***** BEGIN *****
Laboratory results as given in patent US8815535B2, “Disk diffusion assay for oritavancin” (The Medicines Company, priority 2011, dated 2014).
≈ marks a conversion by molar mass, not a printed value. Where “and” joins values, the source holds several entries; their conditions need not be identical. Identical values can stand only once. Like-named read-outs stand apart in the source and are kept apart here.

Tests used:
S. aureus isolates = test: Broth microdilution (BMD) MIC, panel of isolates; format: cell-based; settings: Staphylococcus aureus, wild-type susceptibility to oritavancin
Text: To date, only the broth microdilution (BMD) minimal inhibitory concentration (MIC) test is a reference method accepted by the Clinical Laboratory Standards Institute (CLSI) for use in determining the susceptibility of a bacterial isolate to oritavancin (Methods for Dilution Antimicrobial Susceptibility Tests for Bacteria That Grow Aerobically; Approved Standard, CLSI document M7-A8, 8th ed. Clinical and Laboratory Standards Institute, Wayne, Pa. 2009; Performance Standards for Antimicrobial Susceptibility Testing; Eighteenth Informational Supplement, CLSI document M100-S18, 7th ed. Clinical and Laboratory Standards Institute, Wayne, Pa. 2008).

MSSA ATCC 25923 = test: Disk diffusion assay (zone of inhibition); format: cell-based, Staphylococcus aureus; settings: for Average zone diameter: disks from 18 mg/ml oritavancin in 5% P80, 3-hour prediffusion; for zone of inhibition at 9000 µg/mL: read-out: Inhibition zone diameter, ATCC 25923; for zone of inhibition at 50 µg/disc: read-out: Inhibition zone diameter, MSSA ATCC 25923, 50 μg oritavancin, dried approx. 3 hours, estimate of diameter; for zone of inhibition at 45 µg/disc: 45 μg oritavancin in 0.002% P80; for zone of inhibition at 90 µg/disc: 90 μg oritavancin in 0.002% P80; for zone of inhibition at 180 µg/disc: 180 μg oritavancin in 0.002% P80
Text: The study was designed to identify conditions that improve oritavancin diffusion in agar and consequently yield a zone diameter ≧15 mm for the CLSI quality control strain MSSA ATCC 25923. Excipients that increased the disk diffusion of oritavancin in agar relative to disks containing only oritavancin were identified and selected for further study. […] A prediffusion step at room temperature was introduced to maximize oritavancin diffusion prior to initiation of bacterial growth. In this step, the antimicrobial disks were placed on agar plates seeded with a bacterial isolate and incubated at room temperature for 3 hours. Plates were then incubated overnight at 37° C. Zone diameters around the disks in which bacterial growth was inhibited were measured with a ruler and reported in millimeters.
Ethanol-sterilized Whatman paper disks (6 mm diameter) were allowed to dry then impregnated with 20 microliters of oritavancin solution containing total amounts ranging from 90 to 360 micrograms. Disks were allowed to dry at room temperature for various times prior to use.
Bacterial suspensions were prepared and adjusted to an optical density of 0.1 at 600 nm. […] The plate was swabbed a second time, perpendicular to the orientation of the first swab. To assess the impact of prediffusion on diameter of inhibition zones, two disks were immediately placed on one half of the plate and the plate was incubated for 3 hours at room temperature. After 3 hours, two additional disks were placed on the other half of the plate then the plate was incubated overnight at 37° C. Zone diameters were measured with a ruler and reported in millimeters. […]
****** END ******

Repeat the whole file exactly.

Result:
Laboratory results as given in patent US8815535B2, “Disk diffusion assay for oritavancin” (The Medicines Company, priority 2011, dated 2014).
≈ marks a conversion by molar mass, not a printed value. Where “and” joins values, the source holds several entries; their conditions need not be identical. Identical values can stand only once. Like-named read-outs stand apart in the source and are kept apart here.

Tests used:
S. aureus isolates = test: Broth microdilution (BMD) MIC, panel of isolates; format: cell-based; settings: Staphylococcus aureus, wild-type susceptibility to oritavancin
Text: To date, only the broth microdilution (BMD) minimal inhibitory concentration (MIC) test is a reference method accepted by the Clinical Laboratory Standards Institute (CLSI) for use in determining the susceptibility of a bacterial isolate to oritavancin (Methods for Dilution Antimicrobial Susceptibility Tests for Bacteria That Grow Aerobically; Approved Standard, CLSI document M7-A8, 8th ed. Clinical and Laboratory Standards Institute, Wayne, Pa. 2009; Performance Standards for Antimicrobial Susceptibility Testing; Eighteenth Informational Supplement, CLSI document M100-S18, 7th ed. Clinical and Laboratory Standards Institute, Wayne, Pa. 2008).

MSSA ATCC 25923 = test: Disk diffusion assay (zone of inhibition); format: cell-based, Staphylococcus aureus; settings: for Average zone diameter: disks from 18 mg/ml oritavancin in 5% P80, 3-hour prediffusion; for zone of inhibition at 9000 µg/mL: read-out: Inhibition zone diameter, ATCC 25923; for zone of inhibition at 50 µg/disc: read-out: Inhibition zone diameter, MSSA ATCC 25923, 50 μg oritavancin, dried approx. 3 hours, estimate of diameter; for zone of inhibition at 45 µg/disc: 45 μg oritavancin in 0.002% P80; for zone of inhibition at 90 µg/disc: 90 μg oritavancin in 0.002% P80; for zone of inhibition at 180 µg/disc: 180 μg oritavancin in 0.002% P80
Text: The study was designed to identify conditions that improve oritavancin diffusion in agar and consequently yield a zone diameter ≧15 mm for the CLSI quality control strain MSSA ATCC 25923. Excipients that increased the disk diffusion of oritavancin in agar relative to disks containing only oritavancin were identified and selected for further study. […] A prediffusion step at room temperature was introduced to maximize oritavancin diffusion prior to initiation of bacterial growth. In this step, the antimicrobial disks were placed on agar plates seeded with a bacterial isolate and incubated at room temperature for 3 hours. Plates were then incubated overnight at 37° C. Zone diameters around the disks in which bacterial growth was inhibited were measured with a ruler and reported in millimeters.
Ethanol-sterilized Whatman paper disks (6 mm diameter) were allowed to dry then impregnated with 20 microliters of oritavancin solution containing total amounts ranging from 90 to 360 micrograms. Disks were allowed to dry at room temperature for various times prior to use.
Bacterial suspensions were prepared and adjusted to an optical density of 0.1 at 600 nm. […] The plate was swabbed a second time, perpendicular to the orientation of the first swab. To assess the impact of prediffusion on diameter of inhibition zones, two disks were immediately placed on one half of the plate and the plate was incubated for 3 hours at room temperature. After 3 hours, two additional disks were placed on the other half of the plate then the plate was incubated overnight at 37° C. Zone diameters were measured with a ruler and reported in millimeters. […]